While both sports have their risk (anything involving flight does), both of these sports are incredibly safe. By far, the most danger you’ll be in when taking part in either of these sports, is on your drive to the drop zone or launch point.

In my opinion, it doesn’t make sense to argue whether paragliding is more dangerous than skydiving. Doing so implies that one or the other isn’t entirely safe. Instead, we should focus on how safe they both are – especially when done responsibly and following all recommended advice (accidents typically happen by veterans who push the limits on the sports).

Conclusion

When it comes down to it – skydiving and paragliding are the same thing: incredible!

It’s an absolute privilege to take part in either of these sports, and enjoy the world from a quiet, serene canopy (or when hurtling towards it at terminal velocity).

I hope this article has helped clear up the differences between the two sports, and given you a few insights into what both skydiving and paragliding are like.

If you’re looking to plan your first experience in either, be sure to check out the related articles below.

What is Skydiving Versus Parachuting?

What is Skydiving Versus Parachuting?

Whether you call it skydiving or parachuting, it’s all jumping out of an airplane, right? So how different can it be?

Well, pretty different, depending on how you look at it!

The main difference between skydiving and parachuting is that in skydiving, we freefall before deploying our parachutes, and in parachuting, we deploy the parachute straight away. But it goes a whole lot deeper than that. Let us explain.

A bit of parachuting history

Our story begins in the early 20th century, in a time where parachutes were (with the exception of some brave Chinese daredevils!) pretty much only used by the military. Soldiers used parachutes to get into difficult to reach places, carrying some heavy gear. It’s about as far from today’s sport parachuting as you can get!

Back in those days, parachuting had a clear purpose, but it wasn’t there for fun. It was used to get stuff done.

Early parachutists jumped old school ’round’ parachutes. These were very difficult to control and the parachutist would basically be a passenger, landing wherever the parachute ended up. They often used what’s called ‘static line’, which is where the parachute is automatically opened as the jumper leaves the airplane.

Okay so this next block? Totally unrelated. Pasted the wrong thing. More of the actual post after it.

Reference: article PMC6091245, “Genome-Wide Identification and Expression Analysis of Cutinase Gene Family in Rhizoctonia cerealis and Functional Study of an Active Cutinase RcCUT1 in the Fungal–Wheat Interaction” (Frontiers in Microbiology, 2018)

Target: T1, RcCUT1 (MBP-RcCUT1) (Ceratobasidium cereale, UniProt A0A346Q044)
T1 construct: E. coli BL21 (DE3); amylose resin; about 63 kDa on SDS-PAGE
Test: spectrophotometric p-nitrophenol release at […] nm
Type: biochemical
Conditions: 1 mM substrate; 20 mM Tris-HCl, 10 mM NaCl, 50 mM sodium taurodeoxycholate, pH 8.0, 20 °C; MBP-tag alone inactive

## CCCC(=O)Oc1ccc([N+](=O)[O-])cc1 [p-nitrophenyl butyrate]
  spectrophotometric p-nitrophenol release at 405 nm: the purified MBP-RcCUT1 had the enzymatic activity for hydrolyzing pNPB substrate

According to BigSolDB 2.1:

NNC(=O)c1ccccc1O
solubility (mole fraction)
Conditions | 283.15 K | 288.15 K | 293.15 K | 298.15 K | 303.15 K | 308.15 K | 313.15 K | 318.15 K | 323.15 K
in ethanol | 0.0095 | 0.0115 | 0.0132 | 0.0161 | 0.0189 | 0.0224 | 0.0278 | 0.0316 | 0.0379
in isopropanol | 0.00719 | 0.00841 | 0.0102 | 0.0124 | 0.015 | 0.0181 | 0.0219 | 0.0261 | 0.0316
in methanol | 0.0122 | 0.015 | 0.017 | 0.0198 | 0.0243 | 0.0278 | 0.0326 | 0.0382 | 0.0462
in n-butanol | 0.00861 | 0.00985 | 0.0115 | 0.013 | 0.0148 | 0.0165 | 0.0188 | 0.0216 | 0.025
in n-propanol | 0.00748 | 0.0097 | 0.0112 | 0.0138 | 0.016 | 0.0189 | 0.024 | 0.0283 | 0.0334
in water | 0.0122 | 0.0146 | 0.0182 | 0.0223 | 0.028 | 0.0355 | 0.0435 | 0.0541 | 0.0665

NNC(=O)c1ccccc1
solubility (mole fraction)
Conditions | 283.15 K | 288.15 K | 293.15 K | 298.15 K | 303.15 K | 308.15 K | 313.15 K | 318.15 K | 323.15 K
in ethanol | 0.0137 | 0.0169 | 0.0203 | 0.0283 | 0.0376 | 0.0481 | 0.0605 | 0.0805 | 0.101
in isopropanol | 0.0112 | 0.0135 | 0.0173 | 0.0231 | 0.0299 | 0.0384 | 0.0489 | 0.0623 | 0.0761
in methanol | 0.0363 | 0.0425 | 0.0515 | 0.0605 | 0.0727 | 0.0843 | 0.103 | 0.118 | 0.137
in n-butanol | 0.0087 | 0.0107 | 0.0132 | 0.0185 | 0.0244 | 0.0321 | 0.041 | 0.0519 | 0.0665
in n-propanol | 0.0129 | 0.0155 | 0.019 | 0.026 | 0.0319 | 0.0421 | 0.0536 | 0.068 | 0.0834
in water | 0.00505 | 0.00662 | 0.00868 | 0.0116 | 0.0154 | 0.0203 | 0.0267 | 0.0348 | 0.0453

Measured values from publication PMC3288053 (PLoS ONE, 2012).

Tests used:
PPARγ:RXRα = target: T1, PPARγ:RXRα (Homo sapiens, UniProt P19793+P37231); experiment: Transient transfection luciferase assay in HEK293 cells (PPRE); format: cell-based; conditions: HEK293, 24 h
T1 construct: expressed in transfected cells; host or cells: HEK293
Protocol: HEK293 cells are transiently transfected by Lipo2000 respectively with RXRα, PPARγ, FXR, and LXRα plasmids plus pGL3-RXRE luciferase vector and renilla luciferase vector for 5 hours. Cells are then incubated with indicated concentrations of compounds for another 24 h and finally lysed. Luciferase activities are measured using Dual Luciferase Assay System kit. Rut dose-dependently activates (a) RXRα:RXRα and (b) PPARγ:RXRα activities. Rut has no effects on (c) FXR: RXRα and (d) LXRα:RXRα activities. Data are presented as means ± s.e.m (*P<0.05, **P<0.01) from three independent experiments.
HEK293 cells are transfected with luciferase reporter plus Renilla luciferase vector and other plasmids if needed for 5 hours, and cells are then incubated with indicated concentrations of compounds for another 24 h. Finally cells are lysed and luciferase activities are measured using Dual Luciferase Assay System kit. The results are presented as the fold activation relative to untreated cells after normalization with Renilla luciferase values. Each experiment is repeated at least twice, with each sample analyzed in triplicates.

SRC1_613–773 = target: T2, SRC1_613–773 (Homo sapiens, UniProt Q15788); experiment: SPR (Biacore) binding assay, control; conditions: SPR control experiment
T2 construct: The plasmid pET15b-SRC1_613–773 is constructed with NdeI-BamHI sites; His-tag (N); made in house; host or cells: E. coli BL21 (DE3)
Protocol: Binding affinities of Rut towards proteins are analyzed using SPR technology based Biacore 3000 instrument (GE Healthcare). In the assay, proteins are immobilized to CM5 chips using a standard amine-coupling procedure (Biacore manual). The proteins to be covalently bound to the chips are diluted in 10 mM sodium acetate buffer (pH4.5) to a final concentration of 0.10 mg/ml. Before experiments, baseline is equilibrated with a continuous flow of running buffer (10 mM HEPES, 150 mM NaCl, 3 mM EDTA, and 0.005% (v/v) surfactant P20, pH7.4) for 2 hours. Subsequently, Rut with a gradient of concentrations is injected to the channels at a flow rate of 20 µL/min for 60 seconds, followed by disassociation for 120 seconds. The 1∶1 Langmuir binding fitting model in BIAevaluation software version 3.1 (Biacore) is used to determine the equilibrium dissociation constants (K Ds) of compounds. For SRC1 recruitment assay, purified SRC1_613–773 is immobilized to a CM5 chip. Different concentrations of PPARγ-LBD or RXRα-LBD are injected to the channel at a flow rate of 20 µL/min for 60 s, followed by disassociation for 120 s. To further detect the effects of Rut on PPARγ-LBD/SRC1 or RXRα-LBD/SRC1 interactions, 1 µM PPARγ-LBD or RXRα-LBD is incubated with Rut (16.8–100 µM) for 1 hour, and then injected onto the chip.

Modern parachuting

As time went on, people started to see how fun parachuting could be!

The modern parachute design is ‘square’, which means they are much more controllable than round parachutes and also a lot more fun! Today, parachutists can accelerate their parachutes to high speeds in a maneuver called ‘swooping’, or they can perform really accurate landings onto a target.

They can even hook up with other parachutists to create parachute formations in the sky. This is known as ‘CRW’ (canopy relative work) and is a competitive sport in itself.

Jumping into freefall

Freefall is exactly what it says – it’s falling free through the air, without any constraints or barriers. It is – we think – the most exciting thing a person can do!

There are no words to describe the moment when you jump from an airplane for the first time and you fall through the air at 120mph. It’s breathtaking, exhilarating, exciting. it’s unlike anything you’ve ever experienced.

It’s what makes skydiving different to parachuting. Skydiving begins with that leap out of the airplane and into the freedom of the sky. Depending on what we’re doing, skydivers fall for between 30 and 90 seconds, flying their bodies to perform tricks or create formations on the way down.

Competitive skydiving vs competitive parachuting

Both skydiving and parachuting can be done as hobbies and as competitive sports.

In skydiving, there are all sorts of disciplines to compete in, from in air gymnastics known as freestyle, to building shapes like synchronized swimmers in formation skydiving, to acrobatic moves and alternative axis in freefly. Skydivers across the world compete against one another to be the best.

In parachuting, disciplines include CRW (building formations using parachutes), swooping (accelerating to gain distance on the ground) and accuracy (landing in a defined target). Parachutists also compete in global competitions, striving to be the very best they can be.

Parachuting vs. Skydiving: What’s the Difference?

Throughout the years, parachuting and skydiving have been used interchangeably to describe the same idea — jumping out of a perfectly good airplane.

But while these two words describe similar activities, they’re two distinct hobbies.

In this blog, we’ll define parachuting and skydiving before looking at four major differences between the two sports.

parachuting-vs-skydiving-whats-the-difference

What Is Parachuting?

Parachuting is the process of controlling a descent to the ground by means of using a parachute itself. The parachute can come in a variety of shapes, sizes, and colors, and parachuting can have a wide variety of purposes.

You may have seen parachuters at sporting events or special occasions, and you may have also heard of paratroopers in the military who use parachuting for combat purposes.

What Is Skydiving?

Skydiving is the process of jumping into a controlled freefall for a long vertical distance (typically several thousand feet) before using a parachute to safely arrive at the ground. Skydiving is practiced as a hobby and an extreme sport, and it’s known for producing an adrenaline rush that few other activities can match.